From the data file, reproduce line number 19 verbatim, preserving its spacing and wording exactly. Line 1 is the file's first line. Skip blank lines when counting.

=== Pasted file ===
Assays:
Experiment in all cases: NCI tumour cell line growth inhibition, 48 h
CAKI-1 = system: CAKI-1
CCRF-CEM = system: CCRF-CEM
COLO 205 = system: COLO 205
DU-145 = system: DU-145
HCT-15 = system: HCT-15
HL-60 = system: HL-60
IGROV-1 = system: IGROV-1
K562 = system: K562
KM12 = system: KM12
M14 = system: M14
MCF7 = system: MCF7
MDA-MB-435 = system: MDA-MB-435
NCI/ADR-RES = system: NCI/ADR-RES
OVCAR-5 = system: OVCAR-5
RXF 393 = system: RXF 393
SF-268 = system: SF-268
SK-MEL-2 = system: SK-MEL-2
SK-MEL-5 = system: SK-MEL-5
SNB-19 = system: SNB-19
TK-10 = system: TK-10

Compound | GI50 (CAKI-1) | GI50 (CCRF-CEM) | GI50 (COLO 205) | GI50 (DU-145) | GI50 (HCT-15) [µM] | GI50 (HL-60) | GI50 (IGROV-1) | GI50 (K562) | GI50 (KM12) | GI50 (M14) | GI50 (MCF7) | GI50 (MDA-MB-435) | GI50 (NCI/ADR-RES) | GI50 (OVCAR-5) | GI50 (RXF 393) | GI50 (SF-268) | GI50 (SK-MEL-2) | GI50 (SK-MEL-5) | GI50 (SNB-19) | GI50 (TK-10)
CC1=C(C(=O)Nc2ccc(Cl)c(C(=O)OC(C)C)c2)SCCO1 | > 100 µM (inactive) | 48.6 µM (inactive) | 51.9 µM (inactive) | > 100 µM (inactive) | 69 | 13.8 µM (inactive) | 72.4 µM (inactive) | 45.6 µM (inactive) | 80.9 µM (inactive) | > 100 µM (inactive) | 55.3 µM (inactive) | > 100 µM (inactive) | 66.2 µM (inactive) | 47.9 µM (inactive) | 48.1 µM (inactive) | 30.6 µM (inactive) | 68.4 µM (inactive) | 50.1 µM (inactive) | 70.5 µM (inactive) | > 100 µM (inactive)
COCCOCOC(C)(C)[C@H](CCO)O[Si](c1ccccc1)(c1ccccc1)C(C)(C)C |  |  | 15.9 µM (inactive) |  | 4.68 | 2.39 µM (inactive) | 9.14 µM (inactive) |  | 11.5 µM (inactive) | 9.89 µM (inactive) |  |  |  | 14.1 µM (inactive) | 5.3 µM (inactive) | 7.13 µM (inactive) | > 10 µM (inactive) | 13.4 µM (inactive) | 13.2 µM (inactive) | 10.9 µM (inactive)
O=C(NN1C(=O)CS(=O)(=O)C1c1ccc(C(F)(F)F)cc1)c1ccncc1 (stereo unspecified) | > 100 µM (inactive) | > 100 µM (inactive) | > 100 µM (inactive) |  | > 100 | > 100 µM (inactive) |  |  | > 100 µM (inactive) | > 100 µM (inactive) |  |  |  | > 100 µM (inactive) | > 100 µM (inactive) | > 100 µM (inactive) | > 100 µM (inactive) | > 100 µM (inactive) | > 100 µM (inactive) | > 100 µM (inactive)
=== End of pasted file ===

SK-MEL-2 = system: SK-MEL-2